Why are people so
loyal to their sleep away camps? What exactly happens at camp that makes people
rhapsodize about the experience thirty or forty years later? Whenever I tell
people that I am curious about the camp experience, the stories start to pour
out. “I loved my camp,” they say in a dreamy voice.
What is it about the
summer camp experience — just a few weeks away for perhaps two or three seasons
— that goes so deep under their skin? As a psychologist, I am curious about the
mystery of camp. What’s the magic ingredient?
After a whole summer
of sitting in on campfires, cabin chats, and dining hall sing-alongs; after
laughing through a lot of silly campfire skits; after watching kids compete in
color wars and canoeing contests and stage first-rate productions of Broadway
musicals — I’m closer to an answer.
First, it is
absolutely magical for kids to be away from their parents. The sweetest, most
satisfying moments of childhood (think back to your own life) are almost always
when you are away from your parents. Children are suddenly free to face
challenges and accomplishments that are theirs alone — experiences that don’t
have to be run through the parental cognitive-ruminative-metabolic-judicial machinery.
relationship between campers and counselors is pure gold. The younger kids love
and admire the counselors, and that respect brings out the best in young
adults. They are at their most responsible, compassionate, and loving when they
are put in charge of younger children, and the younger children knock
themselves out trying to impress these young demi-gods.
Finally, if camps are
successful, they create a private world with its own rules and rituals and
magic. Deep down, all children want to have their own adventures with no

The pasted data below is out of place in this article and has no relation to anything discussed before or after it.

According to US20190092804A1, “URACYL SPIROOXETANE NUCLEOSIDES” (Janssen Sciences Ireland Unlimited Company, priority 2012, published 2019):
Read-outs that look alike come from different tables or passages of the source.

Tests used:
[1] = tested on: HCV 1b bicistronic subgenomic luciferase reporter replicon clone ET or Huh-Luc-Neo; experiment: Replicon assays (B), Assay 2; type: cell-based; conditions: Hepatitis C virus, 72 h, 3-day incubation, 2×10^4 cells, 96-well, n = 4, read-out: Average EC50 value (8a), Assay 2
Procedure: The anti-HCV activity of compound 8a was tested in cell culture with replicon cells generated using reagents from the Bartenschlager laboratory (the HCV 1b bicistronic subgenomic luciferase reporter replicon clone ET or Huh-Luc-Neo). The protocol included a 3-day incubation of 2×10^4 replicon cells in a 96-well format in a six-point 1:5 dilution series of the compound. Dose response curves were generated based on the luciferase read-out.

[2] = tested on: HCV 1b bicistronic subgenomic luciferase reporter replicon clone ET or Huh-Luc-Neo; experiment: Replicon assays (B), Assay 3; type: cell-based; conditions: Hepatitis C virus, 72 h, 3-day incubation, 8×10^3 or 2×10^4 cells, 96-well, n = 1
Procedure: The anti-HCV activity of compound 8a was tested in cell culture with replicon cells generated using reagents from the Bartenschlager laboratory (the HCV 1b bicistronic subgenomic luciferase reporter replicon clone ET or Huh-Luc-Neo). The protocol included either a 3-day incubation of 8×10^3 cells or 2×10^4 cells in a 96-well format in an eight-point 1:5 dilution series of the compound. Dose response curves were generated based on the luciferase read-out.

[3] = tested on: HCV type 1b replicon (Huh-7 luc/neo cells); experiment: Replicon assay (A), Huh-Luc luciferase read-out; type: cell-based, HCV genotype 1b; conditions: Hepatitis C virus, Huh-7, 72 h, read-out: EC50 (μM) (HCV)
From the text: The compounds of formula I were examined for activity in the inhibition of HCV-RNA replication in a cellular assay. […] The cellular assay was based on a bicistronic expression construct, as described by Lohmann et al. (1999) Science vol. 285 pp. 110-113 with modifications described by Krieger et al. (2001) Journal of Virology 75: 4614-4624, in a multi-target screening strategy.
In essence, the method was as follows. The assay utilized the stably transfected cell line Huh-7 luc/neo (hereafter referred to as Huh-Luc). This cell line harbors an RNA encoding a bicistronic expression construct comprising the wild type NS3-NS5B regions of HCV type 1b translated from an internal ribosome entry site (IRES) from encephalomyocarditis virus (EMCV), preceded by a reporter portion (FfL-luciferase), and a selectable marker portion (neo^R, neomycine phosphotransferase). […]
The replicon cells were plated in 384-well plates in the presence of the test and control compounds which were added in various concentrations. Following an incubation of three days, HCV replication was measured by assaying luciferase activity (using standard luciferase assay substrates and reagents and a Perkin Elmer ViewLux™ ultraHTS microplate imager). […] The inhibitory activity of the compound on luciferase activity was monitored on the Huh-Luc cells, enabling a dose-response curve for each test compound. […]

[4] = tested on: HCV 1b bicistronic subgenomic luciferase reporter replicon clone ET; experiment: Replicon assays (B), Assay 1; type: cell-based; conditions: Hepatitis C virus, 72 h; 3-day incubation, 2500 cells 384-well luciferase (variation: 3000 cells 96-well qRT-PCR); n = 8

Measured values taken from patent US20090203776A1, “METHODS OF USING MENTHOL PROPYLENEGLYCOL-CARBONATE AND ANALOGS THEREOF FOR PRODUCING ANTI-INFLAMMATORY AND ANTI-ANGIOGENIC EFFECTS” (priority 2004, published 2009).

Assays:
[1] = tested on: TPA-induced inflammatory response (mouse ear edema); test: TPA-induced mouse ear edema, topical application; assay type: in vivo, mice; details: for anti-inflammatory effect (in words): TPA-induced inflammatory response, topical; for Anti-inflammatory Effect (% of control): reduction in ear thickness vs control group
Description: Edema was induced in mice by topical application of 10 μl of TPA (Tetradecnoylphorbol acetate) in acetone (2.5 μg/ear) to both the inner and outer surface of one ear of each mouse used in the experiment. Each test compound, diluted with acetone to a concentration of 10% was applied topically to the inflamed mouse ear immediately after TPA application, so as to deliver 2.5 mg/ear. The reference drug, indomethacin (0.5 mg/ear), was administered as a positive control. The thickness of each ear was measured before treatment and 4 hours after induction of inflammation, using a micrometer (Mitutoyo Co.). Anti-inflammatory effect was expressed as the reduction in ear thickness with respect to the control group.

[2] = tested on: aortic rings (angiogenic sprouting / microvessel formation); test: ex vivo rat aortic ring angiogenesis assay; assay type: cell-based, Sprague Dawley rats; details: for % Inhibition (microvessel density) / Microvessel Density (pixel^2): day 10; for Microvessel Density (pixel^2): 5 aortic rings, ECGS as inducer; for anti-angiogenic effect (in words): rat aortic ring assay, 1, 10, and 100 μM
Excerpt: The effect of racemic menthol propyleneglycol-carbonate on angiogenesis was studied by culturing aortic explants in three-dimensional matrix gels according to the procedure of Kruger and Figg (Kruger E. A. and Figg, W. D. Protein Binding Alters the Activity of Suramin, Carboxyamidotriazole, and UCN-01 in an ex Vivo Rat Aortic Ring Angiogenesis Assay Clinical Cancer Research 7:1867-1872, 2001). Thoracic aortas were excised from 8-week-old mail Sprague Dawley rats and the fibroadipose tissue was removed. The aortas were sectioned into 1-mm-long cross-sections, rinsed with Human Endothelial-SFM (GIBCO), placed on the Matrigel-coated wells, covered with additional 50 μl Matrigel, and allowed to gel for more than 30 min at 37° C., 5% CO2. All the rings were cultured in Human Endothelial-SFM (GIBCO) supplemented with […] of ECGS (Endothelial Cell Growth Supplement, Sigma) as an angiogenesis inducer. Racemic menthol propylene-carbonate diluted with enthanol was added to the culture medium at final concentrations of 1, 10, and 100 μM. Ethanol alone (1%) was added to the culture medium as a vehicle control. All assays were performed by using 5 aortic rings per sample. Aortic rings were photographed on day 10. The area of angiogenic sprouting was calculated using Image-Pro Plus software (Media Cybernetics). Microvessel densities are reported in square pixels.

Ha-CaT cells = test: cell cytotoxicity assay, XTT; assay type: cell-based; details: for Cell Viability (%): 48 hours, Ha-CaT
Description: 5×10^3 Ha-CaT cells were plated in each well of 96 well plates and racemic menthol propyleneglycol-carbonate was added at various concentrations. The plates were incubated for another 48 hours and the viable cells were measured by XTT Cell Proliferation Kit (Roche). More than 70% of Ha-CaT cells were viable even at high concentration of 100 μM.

(apparent) safety net. Suburban life and school don’t provide children with
much of an arena for adventure or their imaginations. Camps have the ability to
create that world that belongs only to a child and his or her friends. Now that
Ph.D., is the coauthor of Raising Cain. He is presently writing a book about
camps and overnight school trips called Homesick and Happy and can be contacted
The American Camp Association® (ACA) is a national organization with more than
10,000 individual members and nearly 3,000 member camps. ACA is committed
to collaborating with those who believe in quality camp and outdoor experiences
for children, youth, and adults. ACA provides advocacy and evidence-based
education and professional development, and is the only national accrediting
body for the organized camp experience. ACA accredits approximately 2,400
diverse camps nationally. ACA-Accredited® Camps meet up to 300 health and
safety standards. Accreditation provides public evidence of a camp’s
commitment to the health, safety, and overall well-being of both campers and
staff. For more information, visit www.ACAcamps.org.